(2 pm. – promoted by ek hornbeck)
Ministry of Truth has been very busy since his blockbuster responses to a Fox News-TV reporter of earlier this past week.
MoT a/k/a Jesse LaGreca’s appearance on Fox News has been circulating all over the place – yet, Fox News didn’t show it. LOL! He’s also been busy with videos and appearances since then, such as Al Jazeera, PCCC, a Japanese News Network and several others.
This morning, I caught MoT on ABC News, with Christiane Amanpour. Her guests were: George Will, Matthew Doubt, Peggy Noonan and Donna Brazile. Such a line-up!!!!
The video may be seen here.
The intro commercial is long, but bear with it – it’s worth it. Jesse LaGreca (MoT) fielded questions from Amanpour and the self-righteous most smug of guests, George Will, with aplomb, IMV. When questioned about the core issue, Jesse stated that the Occupy Wall Street movement was about economic justice, social rights and social justice. He was unwaivering in his excellent responses and was calm in doing so. When Christiane Amanpour broached the subject of party, Jesse responded:
What I find amusing, it that now people are looking to us to solve the political problems, and they should. But I’m not going to support one party or the other. I’m not going to tell you who to vote for, but I will encourage you to be a voter.
Here is the transcript:
Christiane: George, the protesters are railing against Wall Street. It’s a lot of what the Tea Party did in the early days. Is there a comparison to be made here?
Will: No, because the Tea Party was the bourgeoisie in revolt and they immediately went into the business of winning elections and running candidates. I disagree with some of the Republicans. I, I wish for the OWS demonstrators long life and ample publicity for two reasons [note: Peggy Noonan’s fawning, smirk here is priceless]. I think they do represent the spirit and intellect of the American left, but also, I remember the 1960s. We had 4 years of demonstrations like this leading up to 1968 when Nixon/Wallace vote was 57% of the country reacting against the demonstrators, and Republicans went on to win 5 of the next 6 presidential elections.
Donna: I disagree. I don’t think it’s the same protestors that showed up in the late 60s, early 70s. I think this represents a different movement.
Christiane: Is it Tea Party like?
Donna: Tea Party like? Well, I don’t know. I hope it’s heavy on coffee and not on tea, but I do believe that it’s a legitimate movement that grew out of the public outrage over the debt ceiling debate when many Americans saw members of congress basically sitting on their hands doing nothing. These are educated people who cannot find jobs. They have worked hard, played by the rules, and they believe that Wall Street has not been held to account for their actions that created the mess in the first place.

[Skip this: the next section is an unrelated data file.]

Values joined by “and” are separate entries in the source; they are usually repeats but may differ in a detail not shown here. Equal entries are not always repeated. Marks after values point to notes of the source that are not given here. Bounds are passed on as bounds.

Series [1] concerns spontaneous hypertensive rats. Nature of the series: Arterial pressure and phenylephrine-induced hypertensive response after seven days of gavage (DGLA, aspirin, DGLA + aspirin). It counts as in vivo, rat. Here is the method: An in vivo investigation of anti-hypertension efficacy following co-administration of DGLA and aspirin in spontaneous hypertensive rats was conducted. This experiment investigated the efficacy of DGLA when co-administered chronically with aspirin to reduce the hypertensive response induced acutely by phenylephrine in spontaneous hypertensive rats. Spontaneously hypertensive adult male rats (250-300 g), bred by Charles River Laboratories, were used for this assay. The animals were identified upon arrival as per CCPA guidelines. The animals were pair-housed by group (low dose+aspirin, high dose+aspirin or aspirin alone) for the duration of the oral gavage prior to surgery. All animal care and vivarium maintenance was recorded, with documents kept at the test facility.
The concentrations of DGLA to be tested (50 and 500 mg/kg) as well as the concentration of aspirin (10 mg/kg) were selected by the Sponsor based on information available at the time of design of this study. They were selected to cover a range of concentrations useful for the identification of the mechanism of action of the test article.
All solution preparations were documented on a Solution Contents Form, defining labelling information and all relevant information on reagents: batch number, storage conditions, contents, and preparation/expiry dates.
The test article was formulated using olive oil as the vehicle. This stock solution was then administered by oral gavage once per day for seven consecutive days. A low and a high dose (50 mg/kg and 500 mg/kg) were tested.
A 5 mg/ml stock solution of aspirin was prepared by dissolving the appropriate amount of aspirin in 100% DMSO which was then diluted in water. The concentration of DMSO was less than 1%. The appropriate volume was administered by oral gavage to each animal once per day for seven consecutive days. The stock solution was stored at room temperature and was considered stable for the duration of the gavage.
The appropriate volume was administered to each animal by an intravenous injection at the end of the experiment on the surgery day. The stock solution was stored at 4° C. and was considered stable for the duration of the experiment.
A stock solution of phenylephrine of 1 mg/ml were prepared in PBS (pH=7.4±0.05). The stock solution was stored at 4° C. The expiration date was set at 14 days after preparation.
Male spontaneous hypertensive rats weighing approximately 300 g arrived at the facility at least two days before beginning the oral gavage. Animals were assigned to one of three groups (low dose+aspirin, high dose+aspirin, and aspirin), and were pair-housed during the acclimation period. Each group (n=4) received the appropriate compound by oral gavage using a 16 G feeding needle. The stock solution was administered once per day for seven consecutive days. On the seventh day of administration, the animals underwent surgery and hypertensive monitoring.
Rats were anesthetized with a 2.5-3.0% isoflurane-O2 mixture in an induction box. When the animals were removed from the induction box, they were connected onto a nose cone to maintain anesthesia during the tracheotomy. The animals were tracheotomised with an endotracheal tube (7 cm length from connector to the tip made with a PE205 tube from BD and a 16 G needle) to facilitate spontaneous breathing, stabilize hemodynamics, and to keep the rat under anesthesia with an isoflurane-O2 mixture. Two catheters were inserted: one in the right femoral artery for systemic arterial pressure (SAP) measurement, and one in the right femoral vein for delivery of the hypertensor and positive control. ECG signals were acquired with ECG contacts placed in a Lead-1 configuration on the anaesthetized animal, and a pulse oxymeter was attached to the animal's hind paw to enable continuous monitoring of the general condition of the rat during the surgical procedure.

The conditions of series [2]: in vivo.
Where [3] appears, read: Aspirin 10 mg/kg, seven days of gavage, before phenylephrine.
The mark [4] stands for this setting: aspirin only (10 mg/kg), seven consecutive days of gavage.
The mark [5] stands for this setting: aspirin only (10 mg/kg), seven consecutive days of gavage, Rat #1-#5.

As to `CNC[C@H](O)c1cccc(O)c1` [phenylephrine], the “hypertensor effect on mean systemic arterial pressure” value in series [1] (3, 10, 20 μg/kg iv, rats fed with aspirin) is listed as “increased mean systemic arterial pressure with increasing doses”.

Christiane: Peggy, do you think that people are too quick to dismiss them?
Peggy: Aaaahh, maybe, look, to a certain degree, the OWS folks are reflective of a bitterness that has not gone away in America in the past three years that has accentuated as the economy has gotten worse. A bitter sense out there that Washington, and the investment banks of NY tanked the American economy and paid no price for it. That having been said, OWS, these protestors is nothing like the Tea Party. The Tea Party rose up spontaneously, as I assume these folks have, but they were mature, they had a program, they had a political point of view that they were going to put into legislative action. They made serious political decisions about not going third party. They were real. We don’t yet know yet that these folks are real. Can I tell you though, the Republican party should not take the bait of OWS, and they should not do this replaying of 1968 where the Republicans say, “protesters are bad.” The protesters are doing their thing. Let them be.
Dowd: I think the Republicans are making a huge mistake on this, because I think if I were a Republican candidate, or advising a Republican candidate today, I would say, “Adopt this populist movement,” because right now, I think the Republican party has forgotten who their base is. The Republican party’s base is not Wall Street. The Republican party’s base is a middle class, small town, rural vote out there, and not to say the Republicans agree with that, but I think the Eric Cantors and everybody else out there who are dismissing these folks, if I were Michele Bachmann or somebody else in that field, I would say, this is a Main Street vs. Wall Street problem; these protesters are saying the right thing. They may not have the right policies, but be a populist, and be a populist Republican attacking Wall Street.
Christiane: OK, we’ve spoken a lot about them. I’m now going to bring in Jesse LaGreca who is a blogger for the liberal web site Daily Kos, and he’s been a fixture at the Wall Street protest. So Jesse, you’ve been listening to all of these descriptions of your movement. Where do you come down? I mean, we’ve talked about it as being immature, it hasn’t had a policy, sort of directive. What is it you are sort of trying to consolidate around there?
Jesse: I think the matter at hand is that the working class people in America, you know, the 99% of Americans who aren’t wealthy, and aren’t prospering in this economy have been entirely ignored by the media. Our political leaders pander to us, but they don’t take action. They stand in the way of change. They filibuster on behalf of the wealthiest 1%; they fold on behalf of the wealthiest 1%. So, the conversation we need to have is about the future, about what type of country we really want to be, and I think the most important thing we can do in our occupation is to continue to push the narrative that’s been ignored by so many pundits and political leaders. I mean, the reality is, I’m the only working class person you’re going to see on Sunday news, political news, maybe ever; and I think that’s very indicative of the failures of our media to report on the news that matters most to our working class people.